No-milling bread

A concept which halves the cost of raw materials used in making brown bread (because the wheat is not milled) and produces healthy, tasty bread, is being prepared for franchising in the form of micro-bakeries. The concept allows for bread to be sold at about a 15% discount to standard prices, according to its developer.
Wheat kernels, rathe A concept which halves the cost of raw materials used in making brown bread (because the wheat is not milled) and produces healthy, tasty bread, is being prepared for franchising in the form of micro-bakeries. The concept allows for bread to be sold at about a 15% discount to standard prices, according to its developer.
Wheat kernels, rather than flour are used to make the dough, while whole oilseeds like soy, sunflower and peanuts replace the fats and oils necessary to the baking process.
The baked product has a stronger bread flavor than normal bread. There is no beany taste from soy if it is used – the muffins can be up to 20% soy. The bread and muffins have a longer shelf life than normal bread because of the preservative qualities of soy.The process was developed by Shorty Hall, owner of Allwheat Bakeries of Winterton, South Africa, in conjunction with its originator, Mike Smith, a leading food technologist.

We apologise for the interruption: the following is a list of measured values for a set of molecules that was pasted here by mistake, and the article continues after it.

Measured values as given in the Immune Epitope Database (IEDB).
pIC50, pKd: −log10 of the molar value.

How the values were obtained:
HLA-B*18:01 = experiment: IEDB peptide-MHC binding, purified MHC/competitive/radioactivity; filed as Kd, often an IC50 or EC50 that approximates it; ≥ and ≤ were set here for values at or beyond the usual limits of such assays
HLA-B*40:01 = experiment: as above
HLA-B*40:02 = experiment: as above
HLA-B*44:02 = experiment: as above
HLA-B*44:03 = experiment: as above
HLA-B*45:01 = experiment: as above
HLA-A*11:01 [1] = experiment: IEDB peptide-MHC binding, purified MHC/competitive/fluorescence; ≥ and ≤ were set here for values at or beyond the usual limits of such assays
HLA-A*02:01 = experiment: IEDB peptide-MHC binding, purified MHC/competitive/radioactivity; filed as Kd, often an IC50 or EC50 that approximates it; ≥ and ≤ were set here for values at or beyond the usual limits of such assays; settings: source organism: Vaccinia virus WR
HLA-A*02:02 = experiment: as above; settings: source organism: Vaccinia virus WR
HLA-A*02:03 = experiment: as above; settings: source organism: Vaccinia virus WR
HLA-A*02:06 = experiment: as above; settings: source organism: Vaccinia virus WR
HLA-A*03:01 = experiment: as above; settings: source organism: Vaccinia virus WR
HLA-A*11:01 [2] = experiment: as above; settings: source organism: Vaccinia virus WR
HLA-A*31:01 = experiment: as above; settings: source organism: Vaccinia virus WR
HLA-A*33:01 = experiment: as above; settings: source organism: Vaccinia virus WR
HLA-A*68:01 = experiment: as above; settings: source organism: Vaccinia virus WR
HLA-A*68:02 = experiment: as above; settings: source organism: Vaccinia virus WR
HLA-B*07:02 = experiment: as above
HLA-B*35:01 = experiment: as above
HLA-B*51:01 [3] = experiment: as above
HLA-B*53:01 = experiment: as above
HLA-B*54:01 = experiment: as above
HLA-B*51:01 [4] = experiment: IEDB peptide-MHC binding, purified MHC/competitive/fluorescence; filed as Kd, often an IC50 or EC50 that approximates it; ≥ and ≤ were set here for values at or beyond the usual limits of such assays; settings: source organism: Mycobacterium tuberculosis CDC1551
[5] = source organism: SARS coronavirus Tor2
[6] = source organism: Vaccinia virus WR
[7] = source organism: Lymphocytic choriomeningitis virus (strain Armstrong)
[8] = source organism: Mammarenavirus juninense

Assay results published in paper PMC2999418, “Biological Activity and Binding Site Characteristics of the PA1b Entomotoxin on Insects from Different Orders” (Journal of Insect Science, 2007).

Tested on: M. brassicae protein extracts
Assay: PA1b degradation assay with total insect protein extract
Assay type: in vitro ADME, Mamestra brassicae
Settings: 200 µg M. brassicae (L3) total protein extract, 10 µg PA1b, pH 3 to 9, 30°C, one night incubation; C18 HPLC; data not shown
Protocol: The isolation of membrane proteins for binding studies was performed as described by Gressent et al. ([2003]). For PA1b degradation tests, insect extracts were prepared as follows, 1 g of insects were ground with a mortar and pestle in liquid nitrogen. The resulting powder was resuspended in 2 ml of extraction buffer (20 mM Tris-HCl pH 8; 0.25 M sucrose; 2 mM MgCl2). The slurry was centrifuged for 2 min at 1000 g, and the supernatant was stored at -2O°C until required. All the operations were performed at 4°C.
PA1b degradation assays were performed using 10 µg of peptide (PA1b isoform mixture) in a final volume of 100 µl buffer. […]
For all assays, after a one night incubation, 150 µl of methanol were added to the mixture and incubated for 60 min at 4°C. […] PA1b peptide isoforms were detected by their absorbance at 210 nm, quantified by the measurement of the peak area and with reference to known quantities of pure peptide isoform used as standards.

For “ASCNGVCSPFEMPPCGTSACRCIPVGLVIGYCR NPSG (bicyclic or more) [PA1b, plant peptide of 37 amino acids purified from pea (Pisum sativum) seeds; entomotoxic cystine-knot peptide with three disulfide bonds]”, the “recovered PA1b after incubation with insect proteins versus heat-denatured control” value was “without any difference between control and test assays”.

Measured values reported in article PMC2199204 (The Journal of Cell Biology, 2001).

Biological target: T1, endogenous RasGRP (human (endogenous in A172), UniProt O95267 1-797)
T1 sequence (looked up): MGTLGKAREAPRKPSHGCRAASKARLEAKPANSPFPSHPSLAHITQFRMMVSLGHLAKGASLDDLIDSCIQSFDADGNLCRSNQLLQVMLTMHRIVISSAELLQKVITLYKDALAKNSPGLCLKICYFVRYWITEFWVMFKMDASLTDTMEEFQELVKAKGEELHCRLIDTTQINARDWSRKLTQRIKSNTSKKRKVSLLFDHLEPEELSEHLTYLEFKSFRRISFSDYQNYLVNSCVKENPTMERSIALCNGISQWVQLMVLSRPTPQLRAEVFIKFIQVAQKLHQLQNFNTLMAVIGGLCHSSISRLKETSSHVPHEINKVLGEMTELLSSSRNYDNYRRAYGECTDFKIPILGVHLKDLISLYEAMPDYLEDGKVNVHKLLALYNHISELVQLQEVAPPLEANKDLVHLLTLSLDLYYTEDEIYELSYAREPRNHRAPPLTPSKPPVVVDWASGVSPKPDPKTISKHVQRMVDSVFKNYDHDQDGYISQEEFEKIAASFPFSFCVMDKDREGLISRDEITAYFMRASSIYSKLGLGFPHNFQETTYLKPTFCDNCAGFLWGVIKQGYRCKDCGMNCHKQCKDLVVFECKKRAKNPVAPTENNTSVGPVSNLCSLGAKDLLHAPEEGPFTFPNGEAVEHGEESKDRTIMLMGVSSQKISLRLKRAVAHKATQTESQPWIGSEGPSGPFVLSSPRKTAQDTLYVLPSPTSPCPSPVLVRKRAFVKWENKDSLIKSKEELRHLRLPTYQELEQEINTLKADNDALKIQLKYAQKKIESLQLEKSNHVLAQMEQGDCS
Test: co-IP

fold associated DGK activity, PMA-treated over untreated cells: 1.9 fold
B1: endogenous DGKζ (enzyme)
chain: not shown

Parts of the process involved are not been revealed by Hall at this stage because it is being patented. The wheat is soaked for 24 hours and ‘prepared’ soy or other oilseeds are added to it, with salt, yeast and sugar. The mixture is mulched in a bowlcutter for about five minutes.
This ‘dough’ is placed in the bread pans, proved for 45 minutes at about 40™  º (in the oven or a special proven), and then the loaves are baked.
Bran is part of the dough, rather than being an addition, says Hall. People who are gluten-intolerant can enjoy this product.
Hall has been perfecting the system, and selling the products, for the past four years. He says the bread and muffins are popular with up-market, health-orientated consumers, but sales to the mass market now account for most of his turnover. “In the mass market, once the bread is tried it becomes popular. They are concerned with nutrition, especially if bread is a staple.”
The technology and process appear to be well settled. Franchising is about ‘proven concepts’ – and obviously this is not yet the case for Hall’s system. Nevertheless, Hall is offering the equipment and training to set up a micro-bakery, and ongoing raw material supply at competitive prices – about $7,000, plus 8% of turnover.
This price include a bowlcutter, two gas ovens with a capacity to bake 72 quarter-loaves each, trays, loaf tins, muffin tins, one ton of wheat and other ingredients.
Hall developed a cheap bowlcutter for the system, driven by electricity or petrol. He also designed the gas ovens.
The oven can also be used to bake conventional bread and pastries, to supplement turnover. All ingredients are also readily available from shops and markets.
As each bake takes about 35 minutes, the maximum capacity of his bakery would be 600 standard loaves per day.
ALLWHEAT Bakeries: troffle@futurest.co.za Tel +27 36 4881233 Fax: +27 36 4881233
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